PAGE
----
3.7 million items reused in 2019, says Reuse Network
The Reuse Network has published its 2019 Social Impact Report, revealing that its member organisations reused 3.7 million furniture and electrical items in 2019, diverting 125,000 tonnes of waste away from landfill and saving 135,850 tonnes of CO2 emissions.
The network, which represents around 200 reuse charities and social enterprises across the UK, provides support and guidance for organisations to alleviate poverty and reduce waste through the reuse of household items.
Through supporting access to affordable reused products, including furniture and electronics, the Reuse Network has helped 1.6 million households in the UK, leading to £468 million worth of savings for low income households compared to buying items new.
Stressing the importance of providing affordable items for people in need, the Reuse Network’s report highlights that 22 per cent of the UK population is in poverty, with 8.8 million people turning to credit to pay for everyday essentials. The report explains that these everyday essentials should instead be distributed from the usable household items that are sent to landfill – out of the 1.6 million tonnes of bulky waste items thrown away each year, more than half of these items could be reused.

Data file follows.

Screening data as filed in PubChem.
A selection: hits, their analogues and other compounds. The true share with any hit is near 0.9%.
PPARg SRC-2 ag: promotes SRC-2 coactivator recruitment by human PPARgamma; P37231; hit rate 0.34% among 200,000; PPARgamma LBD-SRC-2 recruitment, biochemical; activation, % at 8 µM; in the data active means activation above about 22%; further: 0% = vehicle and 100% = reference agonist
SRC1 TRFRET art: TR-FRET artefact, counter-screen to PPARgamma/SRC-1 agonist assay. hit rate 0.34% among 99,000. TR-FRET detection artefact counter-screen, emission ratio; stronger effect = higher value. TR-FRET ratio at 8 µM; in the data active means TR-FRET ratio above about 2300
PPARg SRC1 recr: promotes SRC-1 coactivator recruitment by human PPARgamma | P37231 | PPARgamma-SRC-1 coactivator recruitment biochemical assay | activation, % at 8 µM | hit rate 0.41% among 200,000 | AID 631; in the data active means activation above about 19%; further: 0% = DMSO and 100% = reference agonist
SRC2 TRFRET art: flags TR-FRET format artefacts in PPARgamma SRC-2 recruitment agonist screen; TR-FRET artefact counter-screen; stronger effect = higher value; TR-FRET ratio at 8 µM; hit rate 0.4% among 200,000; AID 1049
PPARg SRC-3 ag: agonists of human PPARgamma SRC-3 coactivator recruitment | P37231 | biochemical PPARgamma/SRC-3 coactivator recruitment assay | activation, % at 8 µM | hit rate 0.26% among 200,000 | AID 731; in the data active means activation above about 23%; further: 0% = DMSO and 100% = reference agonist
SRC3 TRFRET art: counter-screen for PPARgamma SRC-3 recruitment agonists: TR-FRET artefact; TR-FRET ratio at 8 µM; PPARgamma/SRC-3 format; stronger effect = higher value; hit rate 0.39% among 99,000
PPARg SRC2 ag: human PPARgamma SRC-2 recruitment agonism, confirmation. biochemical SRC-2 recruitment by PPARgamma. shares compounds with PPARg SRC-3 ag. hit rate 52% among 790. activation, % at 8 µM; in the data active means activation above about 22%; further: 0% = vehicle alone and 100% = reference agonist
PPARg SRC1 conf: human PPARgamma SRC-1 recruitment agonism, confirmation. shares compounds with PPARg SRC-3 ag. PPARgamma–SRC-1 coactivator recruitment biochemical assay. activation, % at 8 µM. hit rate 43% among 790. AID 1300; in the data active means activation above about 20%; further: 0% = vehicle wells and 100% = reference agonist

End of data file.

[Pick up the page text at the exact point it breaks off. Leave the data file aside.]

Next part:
Commenting on the report, Craig Anderson, Reuse Network CEO, said: “The last few years have been difficult for many reuse organisations, as we received reports of charities closing their doors due to financial constraints and austerity. In spite of this, the reuse sector has stepped up to ensure that low income households continue to access affordable furniture and electrical items.
“Our commercial partners, including John Lewis & Partners, IKEA and DixonsCarphone are instrumental in supporting members of the Reuse Network and their beneficiaries in accessing good quality items at affordable items thanks to donations and takeback schemes.”
With the reuse sector supporting over 56,000 people through volunteering, training and work placements, and employing around 4,900 staff, Anderson explained: “Our members go far beyond the provision of reused household items, they become a hub for their communities in providing key services and support networks.”
Despite the government’s Resources and Waste Strategy calling for an increase in reuse, the strategy lacked substantial actions to promote this aside from suggestions to establish contracts with charities and set targets for local authorities.
The Welsh Government, however, has placed increasing focus on reuse as a means of achieving its target for all waste to be reused or recycled by 2050, as set out in its ‘Towards Zero Waste’ strategy.
As part of its drive to promote reuse, the Welsh Government published a report in July 2018 explaining the benefits of reuse and recommending a series of actions, including a national reuse target and national reuse hubs and collection points.
This was followed by the announcement of a £5.4 million investment across eight projects to improve levels of reuse and recycling, including more than £1 million for ‘Green Shed’ reuse centres in Conwy and Denbighshire – replicating the model initially launched in Pembrokeshire.
You can read the Social Impact Report 2019 on the Reuse Network website.